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Norman Lebrecht’s Album of the Week – Encores after Beethoven

By (November 30, 2016) No Comment

28948144754András Schiff: Encores after Beethoven
(ECM)

**** (4 of 5)

In a reflective programme note, the ex-Hungarian pianist Sir András Schiff remembers being rebuked as a young Vienna debutant for playing ‘a prematurely given encore.’ The caution, he says, was ‘golden advice.’ The encore, if given, must be timed and attuned to how audience has responded to the concert. It should be neither hasty nor frivolous, not too soon and not too much.

This album gathers together the encores that Schiff gave over the course of a Zurich cycle of the 32 Beethoven sonatas in 2004-5. The seriousness level is set high and there are no obvious crowd-pleasers. This is music to send people home with Beethoven in mind and a slightly less furrowed brow.

Schubert makes an ideal dessert; the lightest of three pieces is the B-minor Hungarian melody (D817), which Schiff plays practically in his native tongue. Mozart’s Little Gigue (KV574) and Beethoven’s playful Andante favori come naturally into reckoning, but there is real nutrition, too – two movements of a G-minor sonata by Haydn, master of sonata form, and four meditations by J S Bach, master of everything.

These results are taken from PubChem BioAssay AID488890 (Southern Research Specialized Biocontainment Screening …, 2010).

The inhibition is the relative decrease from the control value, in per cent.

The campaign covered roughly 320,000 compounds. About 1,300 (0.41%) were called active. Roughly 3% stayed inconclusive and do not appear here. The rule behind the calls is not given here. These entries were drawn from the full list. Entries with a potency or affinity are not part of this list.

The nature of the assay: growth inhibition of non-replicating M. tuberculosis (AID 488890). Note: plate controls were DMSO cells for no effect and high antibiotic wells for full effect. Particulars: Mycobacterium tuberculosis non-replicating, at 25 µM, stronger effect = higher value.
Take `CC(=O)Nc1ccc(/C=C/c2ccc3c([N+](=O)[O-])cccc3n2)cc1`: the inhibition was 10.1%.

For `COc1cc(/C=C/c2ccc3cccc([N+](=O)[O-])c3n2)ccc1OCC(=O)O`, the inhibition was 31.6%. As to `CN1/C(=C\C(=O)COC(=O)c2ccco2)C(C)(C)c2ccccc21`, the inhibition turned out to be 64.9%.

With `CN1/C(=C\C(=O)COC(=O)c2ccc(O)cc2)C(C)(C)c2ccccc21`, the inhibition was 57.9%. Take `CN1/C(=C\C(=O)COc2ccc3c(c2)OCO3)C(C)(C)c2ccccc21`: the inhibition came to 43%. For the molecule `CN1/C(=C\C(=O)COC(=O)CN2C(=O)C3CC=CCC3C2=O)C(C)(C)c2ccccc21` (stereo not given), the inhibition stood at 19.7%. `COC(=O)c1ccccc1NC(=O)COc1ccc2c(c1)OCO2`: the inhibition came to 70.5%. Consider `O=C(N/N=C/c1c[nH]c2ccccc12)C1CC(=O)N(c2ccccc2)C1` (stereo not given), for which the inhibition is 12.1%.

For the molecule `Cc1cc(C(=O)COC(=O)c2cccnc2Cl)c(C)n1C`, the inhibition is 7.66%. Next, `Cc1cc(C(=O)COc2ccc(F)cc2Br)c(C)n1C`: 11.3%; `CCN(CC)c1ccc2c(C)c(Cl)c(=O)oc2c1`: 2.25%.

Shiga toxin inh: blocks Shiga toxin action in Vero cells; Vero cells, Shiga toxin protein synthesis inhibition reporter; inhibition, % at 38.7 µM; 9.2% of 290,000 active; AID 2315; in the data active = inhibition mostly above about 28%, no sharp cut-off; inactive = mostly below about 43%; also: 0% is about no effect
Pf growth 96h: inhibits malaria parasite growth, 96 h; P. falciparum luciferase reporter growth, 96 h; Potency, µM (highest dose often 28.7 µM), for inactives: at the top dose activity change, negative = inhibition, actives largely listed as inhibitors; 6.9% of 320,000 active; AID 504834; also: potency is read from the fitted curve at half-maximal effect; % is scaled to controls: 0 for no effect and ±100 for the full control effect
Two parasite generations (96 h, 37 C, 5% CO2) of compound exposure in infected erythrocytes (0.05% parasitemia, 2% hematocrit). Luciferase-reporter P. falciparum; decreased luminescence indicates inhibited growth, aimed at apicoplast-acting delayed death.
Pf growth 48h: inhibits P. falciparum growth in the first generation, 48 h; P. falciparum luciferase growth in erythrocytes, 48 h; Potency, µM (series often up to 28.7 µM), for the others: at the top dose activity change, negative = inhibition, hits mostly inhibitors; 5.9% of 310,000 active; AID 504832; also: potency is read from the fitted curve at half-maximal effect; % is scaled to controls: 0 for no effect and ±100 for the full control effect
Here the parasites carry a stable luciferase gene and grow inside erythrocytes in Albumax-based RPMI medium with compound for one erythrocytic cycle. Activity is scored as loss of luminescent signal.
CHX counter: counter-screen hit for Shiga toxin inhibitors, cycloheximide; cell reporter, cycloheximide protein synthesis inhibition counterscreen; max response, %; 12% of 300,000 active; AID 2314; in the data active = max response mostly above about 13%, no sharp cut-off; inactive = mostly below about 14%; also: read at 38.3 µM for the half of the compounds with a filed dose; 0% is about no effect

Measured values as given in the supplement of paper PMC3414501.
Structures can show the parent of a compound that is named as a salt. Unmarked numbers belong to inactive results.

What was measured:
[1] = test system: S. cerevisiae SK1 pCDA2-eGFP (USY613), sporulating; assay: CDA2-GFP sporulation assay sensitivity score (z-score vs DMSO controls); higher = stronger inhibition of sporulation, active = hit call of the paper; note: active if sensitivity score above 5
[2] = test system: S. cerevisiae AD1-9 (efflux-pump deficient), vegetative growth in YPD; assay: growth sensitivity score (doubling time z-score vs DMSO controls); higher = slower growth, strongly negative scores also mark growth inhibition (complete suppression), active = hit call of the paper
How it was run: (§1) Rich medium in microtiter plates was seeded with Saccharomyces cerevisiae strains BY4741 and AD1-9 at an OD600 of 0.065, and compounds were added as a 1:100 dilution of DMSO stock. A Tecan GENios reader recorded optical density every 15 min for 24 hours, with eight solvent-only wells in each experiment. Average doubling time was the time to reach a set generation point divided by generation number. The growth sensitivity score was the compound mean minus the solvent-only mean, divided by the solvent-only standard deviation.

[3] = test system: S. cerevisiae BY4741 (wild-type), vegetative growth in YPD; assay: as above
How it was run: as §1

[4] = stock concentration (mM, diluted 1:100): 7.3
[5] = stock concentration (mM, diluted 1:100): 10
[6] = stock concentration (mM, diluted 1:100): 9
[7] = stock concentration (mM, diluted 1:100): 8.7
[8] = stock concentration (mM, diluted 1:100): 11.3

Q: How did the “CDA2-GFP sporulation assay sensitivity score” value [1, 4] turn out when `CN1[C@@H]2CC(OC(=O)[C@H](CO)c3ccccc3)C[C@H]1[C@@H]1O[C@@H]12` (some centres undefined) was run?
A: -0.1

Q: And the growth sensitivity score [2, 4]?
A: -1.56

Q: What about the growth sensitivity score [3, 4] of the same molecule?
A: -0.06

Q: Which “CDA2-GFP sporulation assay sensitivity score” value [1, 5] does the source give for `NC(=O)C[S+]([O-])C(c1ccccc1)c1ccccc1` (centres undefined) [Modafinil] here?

If you thought of encores as sweetmeats, this album redefines the genre. Each is piece is not so much a cap on the proceedings as a new line of inquiry, a way of keeping all the evening’s music in mind while continuing to explore its possible ramifications. Schiff plays the encores with humble restraint and deep introspection, never going for the easy goal. The applause is hesitant, half-muted, a little stunned.

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Norman Lebrecht has written 12 books about music, the most recent being Why Mahler? He hosts the blog Slipped Disc, writes a monthly essay for Standpoint magazine and is writing two more books.

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